October 21, 2014
Video available at: https://www.youtube.com/watch?v=yoTFETPz7Lg
Mayor Bill de Blasio: Good morning, everybody. I did not realize it was such a long walk from over there to the stage. Thank you for sustaining the applause throughout.
I want to welcome everybody. First I want to say we are so blessed here in New York City, on many, many levels, but especially to have tremendous people who come into public service. When I first was honored to get this job, a lot of people said to me, are you going to be able to attract the kind of talent you need for this level of play, and I said I was convinced there were extraordinary leaders who wanted to be in public service at this point.
Our Deputy Mayor Alicia Glen has been moving mountains from day one. Imagine if you woke up in the morning and someone said to you, by the way, we need to build 200,000 units of affordable housing in the next ten years – while doing a lot of other things on the job – it would be daunting. She's taken on the role with tremendous energy and effectiveness. I think anyone who's worked with her has seen that drive and that ability to get things done, which is great for the people of New York City. Let's thank Alicia Glen for all she does for this city.
I want to welcome you all. You know, the gathering today is something exceptional because of the sheer intensity of the brainpower and the experience wrought around this room – and what it means when the Urban Land Institute meets is people who truly understand both the present and the future of development, gathered together to think through these issues, and figure out how we can all do more and better together. That to me is powerful. It's powerful for New York City – it's powerful for cities all over the world – to learn from the work of the Urban Land Institute. So, we are very honored to host you, and we understand the magnitude of what this gathering means, and what it achieves. In over 75 years, this has been an organization that's won respect because of the sheer intellectual heft, and experiential heft, brought to the table.
The leaders of the organization here in our city, are some great individuals, both in terms of what they've achieved in business, but also what they've done for the city as a whole. I believe that Bob Lieber couldn't be here for this session, but as chair of the Urban Land Institute of New York, he's doing extraordinary work. He served this city with distinction as a deputy mayor before, and we thank him for all he has done for this city.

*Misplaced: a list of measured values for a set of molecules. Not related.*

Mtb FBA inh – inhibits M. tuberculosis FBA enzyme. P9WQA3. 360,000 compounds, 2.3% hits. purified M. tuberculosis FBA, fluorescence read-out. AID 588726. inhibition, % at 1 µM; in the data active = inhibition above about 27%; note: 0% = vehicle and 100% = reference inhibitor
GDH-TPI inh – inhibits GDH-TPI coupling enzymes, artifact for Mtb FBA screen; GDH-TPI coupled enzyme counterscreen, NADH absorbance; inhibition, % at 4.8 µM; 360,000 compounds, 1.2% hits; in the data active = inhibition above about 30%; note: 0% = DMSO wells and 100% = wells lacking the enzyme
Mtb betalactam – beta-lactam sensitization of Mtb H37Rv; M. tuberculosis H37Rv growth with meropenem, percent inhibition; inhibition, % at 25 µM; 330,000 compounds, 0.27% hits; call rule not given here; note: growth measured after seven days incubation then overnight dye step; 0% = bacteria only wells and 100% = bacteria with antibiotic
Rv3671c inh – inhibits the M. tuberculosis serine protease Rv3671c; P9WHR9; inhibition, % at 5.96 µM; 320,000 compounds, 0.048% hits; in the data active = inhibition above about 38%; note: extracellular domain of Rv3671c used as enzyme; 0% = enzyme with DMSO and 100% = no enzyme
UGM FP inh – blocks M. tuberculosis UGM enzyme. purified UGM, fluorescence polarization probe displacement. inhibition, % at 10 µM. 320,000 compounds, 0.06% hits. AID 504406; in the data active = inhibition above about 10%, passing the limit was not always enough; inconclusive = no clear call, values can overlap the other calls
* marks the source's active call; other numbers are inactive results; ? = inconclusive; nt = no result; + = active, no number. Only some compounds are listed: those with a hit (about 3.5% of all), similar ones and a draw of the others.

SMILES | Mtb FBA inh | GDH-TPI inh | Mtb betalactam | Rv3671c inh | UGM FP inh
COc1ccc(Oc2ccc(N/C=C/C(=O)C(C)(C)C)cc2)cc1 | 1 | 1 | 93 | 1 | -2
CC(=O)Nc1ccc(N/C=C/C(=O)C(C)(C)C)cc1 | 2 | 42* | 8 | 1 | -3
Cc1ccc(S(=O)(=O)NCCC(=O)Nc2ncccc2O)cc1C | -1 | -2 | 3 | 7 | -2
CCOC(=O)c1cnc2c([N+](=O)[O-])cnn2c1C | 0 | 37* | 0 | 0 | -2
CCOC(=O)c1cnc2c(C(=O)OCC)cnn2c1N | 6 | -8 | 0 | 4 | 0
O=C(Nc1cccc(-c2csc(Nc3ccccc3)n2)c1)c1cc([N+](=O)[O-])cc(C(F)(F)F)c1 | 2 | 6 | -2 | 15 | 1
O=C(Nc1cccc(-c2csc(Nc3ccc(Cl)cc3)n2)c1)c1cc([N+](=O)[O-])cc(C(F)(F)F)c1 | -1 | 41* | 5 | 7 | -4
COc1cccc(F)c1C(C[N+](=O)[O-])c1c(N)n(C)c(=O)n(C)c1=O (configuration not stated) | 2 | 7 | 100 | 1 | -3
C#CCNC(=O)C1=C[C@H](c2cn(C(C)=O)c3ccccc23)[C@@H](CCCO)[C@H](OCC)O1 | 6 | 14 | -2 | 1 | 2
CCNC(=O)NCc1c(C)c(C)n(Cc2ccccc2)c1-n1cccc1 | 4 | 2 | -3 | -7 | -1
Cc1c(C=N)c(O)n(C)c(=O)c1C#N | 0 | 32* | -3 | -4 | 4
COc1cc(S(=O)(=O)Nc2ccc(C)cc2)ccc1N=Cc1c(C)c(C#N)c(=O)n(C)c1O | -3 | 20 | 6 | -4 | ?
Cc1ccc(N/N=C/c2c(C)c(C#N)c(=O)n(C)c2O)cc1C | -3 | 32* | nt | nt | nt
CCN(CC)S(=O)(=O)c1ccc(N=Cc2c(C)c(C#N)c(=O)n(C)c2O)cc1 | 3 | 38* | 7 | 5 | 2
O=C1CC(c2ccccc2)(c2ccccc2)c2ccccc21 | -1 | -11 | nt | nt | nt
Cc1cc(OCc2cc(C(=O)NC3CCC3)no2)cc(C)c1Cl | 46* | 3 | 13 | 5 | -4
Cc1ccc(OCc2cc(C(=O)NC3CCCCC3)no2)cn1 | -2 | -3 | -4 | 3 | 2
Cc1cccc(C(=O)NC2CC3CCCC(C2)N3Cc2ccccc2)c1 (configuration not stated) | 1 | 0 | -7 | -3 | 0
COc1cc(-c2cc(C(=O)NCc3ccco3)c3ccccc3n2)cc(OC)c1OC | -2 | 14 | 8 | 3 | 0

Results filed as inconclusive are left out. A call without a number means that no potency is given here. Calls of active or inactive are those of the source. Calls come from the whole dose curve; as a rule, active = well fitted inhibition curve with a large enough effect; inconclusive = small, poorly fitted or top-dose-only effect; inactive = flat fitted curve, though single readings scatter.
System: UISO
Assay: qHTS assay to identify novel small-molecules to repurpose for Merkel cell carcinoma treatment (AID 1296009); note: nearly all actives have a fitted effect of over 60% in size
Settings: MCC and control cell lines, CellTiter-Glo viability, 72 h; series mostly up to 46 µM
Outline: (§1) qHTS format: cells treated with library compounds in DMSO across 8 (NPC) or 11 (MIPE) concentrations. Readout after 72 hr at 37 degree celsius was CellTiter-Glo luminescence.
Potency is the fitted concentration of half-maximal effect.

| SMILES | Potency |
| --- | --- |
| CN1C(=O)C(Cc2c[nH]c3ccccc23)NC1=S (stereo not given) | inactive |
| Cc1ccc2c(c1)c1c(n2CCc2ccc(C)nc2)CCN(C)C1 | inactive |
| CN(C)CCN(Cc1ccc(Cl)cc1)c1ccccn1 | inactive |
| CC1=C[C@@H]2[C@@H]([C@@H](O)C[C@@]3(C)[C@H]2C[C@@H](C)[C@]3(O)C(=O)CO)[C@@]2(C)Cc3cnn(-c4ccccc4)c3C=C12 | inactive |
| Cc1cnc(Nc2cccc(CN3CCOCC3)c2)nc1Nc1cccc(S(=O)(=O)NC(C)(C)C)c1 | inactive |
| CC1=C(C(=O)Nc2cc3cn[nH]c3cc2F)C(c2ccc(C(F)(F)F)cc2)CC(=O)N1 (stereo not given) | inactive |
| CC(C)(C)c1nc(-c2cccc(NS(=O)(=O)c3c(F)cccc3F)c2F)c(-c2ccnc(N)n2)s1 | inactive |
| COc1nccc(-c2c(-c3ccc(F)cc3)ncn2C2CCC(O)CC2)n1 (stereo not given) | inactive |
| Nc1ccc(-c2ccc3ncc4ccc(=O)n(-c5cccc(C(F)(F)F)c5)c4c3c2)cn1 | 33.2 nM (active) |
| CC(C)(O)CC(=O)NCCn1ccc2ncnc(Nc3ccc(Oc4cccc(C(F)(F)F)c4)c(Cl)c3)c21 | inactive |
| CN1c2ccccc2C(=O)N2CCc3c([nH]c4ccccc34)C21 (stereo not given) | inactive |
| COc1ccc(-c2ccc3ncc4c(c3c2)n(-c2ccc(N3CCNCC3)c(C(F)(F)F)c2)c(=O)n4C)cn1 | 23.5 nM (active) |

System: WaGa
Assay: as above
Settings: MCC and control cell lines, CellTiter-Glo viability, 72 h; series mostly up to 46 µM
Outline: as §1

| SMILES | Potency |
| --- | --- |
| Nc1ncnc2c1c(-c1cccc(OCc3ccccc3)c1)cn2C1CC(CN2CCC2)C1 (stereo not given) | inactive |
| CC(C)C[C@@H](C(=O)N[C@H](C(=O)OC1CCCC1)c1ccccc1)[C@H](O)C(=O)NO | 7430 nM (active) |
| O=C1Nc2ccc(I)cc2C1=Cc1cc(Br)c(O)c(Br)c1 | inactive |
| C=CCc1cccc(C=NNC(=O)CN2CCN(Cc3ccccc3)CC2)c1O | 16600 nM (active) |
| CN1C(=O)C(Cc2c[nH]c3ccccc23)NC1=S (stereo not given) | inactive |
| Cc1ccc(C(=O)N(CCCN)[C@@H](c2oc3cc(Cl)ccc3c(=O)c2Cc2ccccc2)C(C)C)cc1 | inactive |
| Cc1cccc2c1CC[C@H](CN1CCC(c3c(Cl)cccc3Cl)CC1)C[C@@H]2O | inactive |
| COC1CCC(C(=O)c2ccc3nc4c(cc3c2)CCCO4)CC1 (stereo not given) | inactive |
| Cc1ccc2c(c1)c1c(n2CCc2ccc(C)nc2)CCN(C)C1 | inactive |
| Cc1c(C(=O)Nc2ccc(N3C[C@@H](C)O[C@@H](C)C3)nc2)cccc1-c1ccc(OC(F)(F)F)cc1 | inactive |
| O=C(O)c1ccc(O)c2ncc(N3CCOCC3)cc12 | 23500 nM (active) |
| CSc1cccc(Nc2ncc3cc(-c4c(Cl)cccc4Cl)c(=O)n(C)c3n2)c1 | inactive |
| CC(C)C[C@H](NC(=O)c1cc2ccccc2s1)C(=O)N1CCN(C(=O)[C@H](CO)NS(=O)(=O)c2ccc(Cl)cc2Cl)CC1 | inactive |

Right now, I'm especially appreciative of the two folks – who I've had the joy of working with on a lot of issues here in the city – who are serving as the fall meeting co-chairs – Jeff Blau and Rob Speyer, both tremendously civically oriented. Rob has done a lot to help us with our Mayor's Fund to Advance New York City, and a lot of other key fronts. We work with Jeff all the time. These are two individuals who are real leaders in the industry, and partners in all we do. So, let's thank Jeff and Rob for their great work.
Now, I'm thrilled you're meeting here for a lot of reasons. We're thrilled to have you here. We're thrilled – for those of you who are not from New York, or haven't spent a lot of time here – we're thrilled that you're getting to experience New York. We hope you like what you see, we hope you will become a part of what we're doing here, choose to invest and become involved in many, many ways.
We're also proud of a long history of really focused work on determining what is responsible land use. Now, it makes sense, as a crossroads of the world, and a place that has changed so constantly and so intensely, and a place that's so relatively small and densely populated – land use issues take on a special meaning, a special power for us – we better get it right. It's a question every day that's urgent for us. Literally, every parcel of land has meaning. So the right policies matter for us in a very powerful way.
And I'm thrilled that people are here having these discussions. I know it's going to help us to think more effectively about what we're doing. I know these discussions spark a lot of great work all over the world. It's been ten years since you were last here in New York City. Again, welcome back. You've probably noticed a lot has changed. The city is more vibrant than ever. We're very proud of that fact. An important fact to begin with – we have now passed 8.4 million people, in terms of our population – the highest we have ever been to – and projections put us at at least 9 million people by 2040.
This is a city that is growing stronger all the time. And it happens to have a tremendous characteristic as the ultimate international city – obviously, a city of immigrants, a city of literally every culture, every language on earth represented here, and in an ever more globalized world, we think that's a tremendous blessing – not only culturally – we think that's a tremendous blessing for growth, and for development, for the business sector, because it means the ability to tap into the whole world – it's available here for all.
And the world is coming to us – immigration at its – excuse me, immigration at historic levels, and fueling an energetic entrepreneurial economy. Tourism at an all-time high level as well – more than – this is an astounding figure – more than 54 million tourists came to New York City in 2013. Something very powerful is happening here. People want to be here, they want to invest – they want to invest in all five boroughs.
You've seen the extraordinary renaissance of Brooklyn, and you've seen how more and more parts of our business community and cultural community are moving part of their work to Brooklyn. You're going to start to see that in Queens, and the Bronx, and Staten Island as well. It's truly becoming a five-borough city and a five-borough economy.